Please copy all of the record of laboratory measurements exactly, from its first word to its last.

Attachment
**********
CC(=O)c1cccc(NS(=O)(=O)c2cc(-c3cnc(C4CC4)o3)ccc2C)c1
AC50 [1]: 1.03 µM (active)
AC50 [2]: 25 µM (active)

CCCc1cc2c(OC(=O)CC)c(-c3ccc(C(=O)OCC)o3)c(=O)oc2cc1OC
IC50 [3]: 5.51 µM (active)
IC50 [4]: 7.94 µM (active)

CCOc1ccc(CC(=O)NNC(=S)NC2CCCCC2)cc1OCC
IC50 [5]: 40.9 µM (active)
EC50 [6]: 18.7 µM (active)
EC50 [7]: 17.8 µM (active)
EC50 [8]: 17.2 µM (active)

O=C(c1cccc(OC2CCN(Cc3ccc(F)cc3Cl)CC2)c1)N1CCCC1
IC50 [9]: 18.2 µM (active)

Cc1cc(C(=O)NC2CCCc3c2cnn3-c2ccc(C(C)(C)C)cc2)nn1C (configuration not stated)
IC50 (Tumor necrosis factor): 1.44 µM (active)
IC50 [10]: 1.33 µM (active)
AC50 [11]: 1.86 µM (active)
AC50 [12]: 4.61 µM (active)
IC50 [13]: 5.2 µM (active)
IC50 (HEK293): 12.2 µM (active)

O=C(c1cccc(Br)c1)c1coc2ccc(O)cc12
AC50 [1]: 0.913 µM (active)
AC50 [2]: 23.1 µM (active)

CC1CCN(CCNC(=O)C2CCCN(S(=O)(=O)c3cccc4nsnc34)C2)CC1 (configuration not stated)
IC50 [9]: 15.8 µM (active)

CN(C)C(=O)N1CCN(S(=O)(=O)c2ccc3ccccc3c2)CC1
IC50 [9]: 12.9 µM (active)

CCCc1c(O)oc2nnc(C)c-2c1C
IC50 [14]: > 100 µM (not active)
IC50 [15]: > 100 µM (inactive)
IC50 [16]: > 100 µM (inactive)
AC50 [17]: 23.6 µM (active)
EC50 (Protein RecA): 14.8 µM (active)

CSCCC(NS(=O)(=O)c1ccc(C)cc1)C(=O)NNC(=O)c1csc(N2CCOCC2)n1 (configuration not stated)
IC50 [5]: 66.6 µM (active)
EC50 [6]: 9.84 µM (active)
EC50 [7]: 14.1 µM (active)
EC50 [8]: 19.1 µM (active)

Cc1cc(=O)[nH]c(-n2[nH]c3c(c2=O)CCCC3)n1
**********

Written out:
CC(=O)c1cccc(NS(=O)(=O)c2cc(-c3cnc(C4CC4)o3)ccc2C)c1
AC50 [1]: 1.03 µM (active)
AC50 [2]: 25 µM (active)

CCCc1cc2c(OC(=O)CC)c(-c3ccc(C(=O)OCC)o3)c(=O)oc2cc1OC
IC50 [3]: 5.51 µM (active)
IC50 [4]: 7.94 µM (active)

CCOc1ccc(CC(=O)NNC(=S)NC2CCCCC2)cc1OCC
IC50 [5]: 40.9 µM (active)
EC50 [6]: 18.7 µM (active)
EC50 [7]: 17.8 µM (active)
EC50 [8]: 17.2 µM (active)

O=C(c1cccc(OC2CCN(Cc3ccc(F)cc3Cl)CC2)c1)N1CCCC1
IC50 [9]: 18.2 µM (active)

Cc1cc(C(=O)NC2CCCc3c2cnn3-c2ccc(C(C)(C)C)cc2)nn1C (configuration not stated)
IC50 (Tumor necrosis factor): 1.44 µM (active)
IC50 [10]: 1.33 µM (active)
AC50 [11]: 1.86 µM (active)
AC50 [12]: 4.61 µM (active)
IC50 [13]: 5.2 µM (active)
IC50 (HEK293): 12.2 µM (active)

O=C(c1cccc(Br)c1)c1coc2ccc(O)cc12
AC50 [1]: 0.913 µM (active)
AC50 [2]: 23.1 µM (active)

CC1CCN(CCNC(=O)C2CCCN(S(=O)(=O)c3cccc4nsnc34)C2)CC1 (configuration not stated)
IC50 [9]: 15.8 µM (active)

CN(C)C(=O)N1CCN(S(=O)(=O)c2ccc3ccccc3c2)CC1
IC50 [9]: 12.9 µM (active)

CCCc1c(O)oc2nnc(C)c-2c1C
IC50 [14]: > 100 µM (not active)
IC50 [15]: > 100 µM (inactive)
IC50 [16]: > 100 µM (inactive)
AC50 [17]: 23.6 µM (active)
EC50 (Protein RecA): 14.8 µM (active)

CSCCC(NS(=O)(=O)c1ccc(C)cc1)C(=O)NNC(=O)c1csc(N2CCOCC2)n1 (configuration not stated)
IC50 [5]: 66.6 µM (active)
EC50 [6]: 9.84 µM (active)
EC50 [7]: 14.1 µM (active)
EC50 [8]: 19.1 µM (active)

Cc1cc(=O)[nH]c(-n2[nH]c3c(c2=O)CCCC3)n1